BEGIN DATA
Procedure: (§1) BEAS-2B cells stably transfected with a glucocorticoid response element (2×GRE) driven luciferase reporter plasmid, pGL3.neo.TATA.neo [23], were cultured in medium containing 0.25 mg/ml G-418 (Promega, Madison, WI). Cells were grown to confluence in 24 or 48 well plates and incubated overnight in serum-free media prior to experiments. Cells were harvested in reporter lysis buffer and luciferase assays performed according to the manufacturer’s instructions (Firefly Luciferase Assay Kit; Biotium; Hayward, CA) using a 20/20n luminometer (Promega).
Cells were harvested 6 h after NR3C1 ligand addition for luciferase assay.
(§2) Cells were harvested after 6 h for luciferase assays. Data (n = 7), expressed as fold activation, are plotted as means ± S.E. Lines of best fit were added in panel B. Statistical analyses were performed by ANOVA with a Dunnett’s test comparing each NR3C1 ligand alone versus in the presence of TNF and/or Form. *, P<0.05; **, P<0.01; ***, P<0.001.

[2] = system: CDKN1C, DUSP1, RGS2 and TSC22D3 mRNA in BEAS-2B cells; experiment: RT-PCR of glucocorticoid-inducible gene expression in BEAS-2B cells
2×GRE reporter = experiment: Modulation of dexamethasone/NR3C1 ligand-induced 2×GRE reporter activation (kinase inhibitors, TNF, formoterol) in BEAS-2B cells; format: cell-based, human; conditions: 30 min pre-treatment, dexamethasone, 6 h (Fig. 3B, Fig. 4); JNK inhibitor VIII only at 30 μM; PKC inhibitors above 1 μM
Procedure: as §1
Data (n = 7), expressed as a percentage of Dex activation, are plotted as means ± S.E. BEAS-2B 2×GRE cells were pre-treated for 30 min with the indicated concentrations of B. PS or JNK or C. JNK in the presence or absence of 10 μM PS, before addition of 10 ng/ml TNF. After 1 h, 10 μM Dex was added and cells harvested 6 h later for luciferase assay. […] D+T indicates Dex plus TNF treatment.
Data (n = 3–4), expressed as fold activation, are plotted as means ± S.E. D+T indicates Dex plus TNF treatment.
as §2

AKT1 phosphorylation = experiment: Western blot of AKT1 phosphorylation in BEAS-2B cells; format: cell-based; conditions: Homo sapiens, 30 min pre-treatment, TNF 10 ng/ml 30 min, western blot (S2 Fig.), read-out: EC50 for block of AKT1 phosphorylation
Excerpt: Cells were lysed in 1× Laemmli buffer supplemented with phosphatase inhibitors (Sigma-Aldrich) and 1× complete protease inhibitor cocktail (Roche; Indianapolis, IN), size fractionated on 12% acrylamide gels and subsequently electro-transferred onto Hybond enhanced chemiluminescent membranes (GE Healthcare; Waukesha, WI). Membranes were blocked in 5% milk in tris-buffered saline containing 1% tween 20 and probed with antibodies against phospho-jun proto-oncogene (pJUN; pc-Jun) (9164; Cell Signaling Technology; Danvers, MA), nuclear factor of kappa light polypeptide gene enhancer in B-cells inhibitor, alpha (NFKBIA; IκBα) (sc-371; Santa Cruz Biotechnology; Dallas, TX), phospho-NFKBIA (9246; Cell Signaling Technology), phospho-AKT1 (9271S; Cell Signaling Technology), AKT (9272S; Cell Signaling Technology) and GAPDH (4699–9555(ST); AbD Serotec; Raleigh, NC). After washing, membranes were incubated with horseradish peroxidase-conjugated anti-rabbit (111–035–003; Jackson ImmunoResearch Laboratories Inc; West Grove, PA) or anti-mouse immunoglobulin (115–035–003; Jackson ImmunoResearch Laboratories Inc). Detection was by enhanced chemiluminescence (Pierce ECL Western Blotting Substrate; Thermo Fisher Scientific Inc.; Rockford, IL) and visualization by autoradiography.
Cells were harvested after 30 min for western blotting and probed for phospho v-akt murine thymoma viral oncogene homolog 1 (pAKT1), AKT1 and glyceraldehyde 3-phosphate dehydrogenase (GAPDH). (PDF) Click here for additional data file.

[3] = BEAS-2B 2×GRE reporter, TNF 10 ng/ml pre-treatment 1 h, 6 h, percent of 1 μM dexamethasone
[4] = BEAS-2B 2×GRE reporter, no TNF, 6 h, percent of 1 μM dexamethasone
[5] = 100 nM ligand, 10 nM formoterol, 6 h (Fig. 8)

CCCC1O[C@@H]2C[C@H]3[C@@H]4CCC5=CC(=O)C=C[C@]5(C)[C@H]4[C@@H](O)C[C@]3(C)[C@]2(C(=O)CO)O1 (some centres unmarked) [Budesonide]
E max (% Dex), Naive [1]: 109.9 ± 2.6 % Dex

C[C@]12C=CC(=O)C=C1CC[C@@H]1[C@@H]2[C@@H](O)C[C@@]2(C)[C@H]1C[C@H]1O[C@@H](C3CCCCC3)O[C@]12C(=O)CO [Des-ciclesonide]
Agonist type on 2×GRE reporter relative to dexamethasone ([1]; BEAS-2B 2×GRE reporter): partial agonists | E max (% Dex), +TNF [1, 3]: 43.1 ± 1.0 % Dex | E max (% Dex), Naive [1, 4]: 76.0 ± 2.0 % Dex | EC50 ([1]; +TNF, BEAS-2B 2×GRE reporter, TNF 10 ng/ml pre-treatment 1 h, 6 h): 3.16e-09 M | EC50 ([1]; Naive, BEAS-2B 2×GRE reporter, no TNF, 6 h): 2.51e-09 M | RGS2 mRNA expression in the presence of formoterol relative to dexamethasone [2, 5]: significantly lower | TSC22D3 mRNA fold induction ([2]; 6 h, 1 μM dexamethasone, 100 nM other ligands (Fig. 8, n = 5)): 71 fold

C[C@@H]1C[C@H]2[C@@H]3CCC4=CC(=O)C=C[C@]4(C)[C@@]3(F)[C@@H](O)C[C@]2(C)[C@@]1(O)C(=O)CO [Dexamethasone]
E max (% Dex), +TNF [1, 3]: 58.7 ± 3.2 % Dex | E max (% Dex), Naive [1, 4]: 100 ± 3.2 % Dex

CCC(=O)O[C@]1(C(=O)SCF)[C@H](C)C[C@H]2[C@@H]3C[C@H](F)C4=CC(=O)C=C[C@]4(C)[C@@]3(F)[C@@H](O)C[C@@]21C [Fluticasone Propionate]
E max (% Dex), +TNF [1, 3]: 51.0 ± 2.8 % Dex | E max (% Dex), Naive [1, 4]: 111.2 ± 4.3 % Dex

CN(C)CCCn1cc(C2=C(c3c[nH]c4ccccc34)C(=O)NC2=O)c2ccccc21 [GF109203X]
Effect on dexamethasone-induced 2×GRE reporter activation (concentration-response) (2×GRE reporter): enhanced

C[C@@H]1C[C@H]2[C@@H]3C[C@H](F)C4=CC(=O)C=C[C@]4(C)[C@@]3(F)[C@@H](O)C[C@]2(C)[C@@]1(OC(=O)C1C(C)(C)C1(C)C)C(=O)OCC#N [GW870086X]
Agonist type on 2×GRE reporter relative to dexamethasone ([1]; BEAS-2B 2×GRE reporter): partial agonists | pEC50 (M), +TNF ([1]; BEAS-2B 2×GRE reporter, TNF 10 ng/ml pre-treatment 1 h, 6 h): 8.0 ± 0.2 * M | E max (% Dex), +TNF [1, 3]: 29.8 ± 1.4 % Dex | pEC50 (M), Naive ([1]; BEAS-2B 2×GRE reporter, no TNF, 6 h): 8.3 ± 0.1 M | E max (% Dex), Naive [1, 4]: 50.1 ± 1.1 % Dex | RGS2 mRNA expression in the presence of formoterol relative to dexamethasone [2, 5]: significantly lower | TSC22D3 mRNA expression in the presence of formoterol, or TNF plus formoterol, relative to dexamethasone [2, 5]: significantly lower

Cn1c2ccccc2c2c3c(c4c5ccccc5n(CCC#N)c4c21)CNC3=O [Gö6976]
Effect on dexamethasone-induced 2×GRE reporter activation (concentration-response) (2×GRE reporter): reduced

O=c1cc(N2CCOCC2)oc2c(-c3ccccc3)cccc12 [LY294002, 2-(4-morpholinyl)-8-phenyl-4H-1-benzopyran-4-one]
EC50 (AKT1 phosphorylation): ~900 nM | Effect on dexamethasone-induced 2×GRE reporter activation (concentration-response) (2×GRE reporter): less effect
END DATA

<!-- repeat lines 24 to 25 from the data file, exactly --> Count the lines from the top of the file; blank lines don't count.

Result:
CN(C)CCCn1cc(C2=C(c3c[nH]c4ccccc34)C(=O)NC2=O)c2ccccc21 [GF109203X]
Effect on dexamethasone-induced 2×GRE reporter activation (concentration-response) (2×GRE reporter): enhanced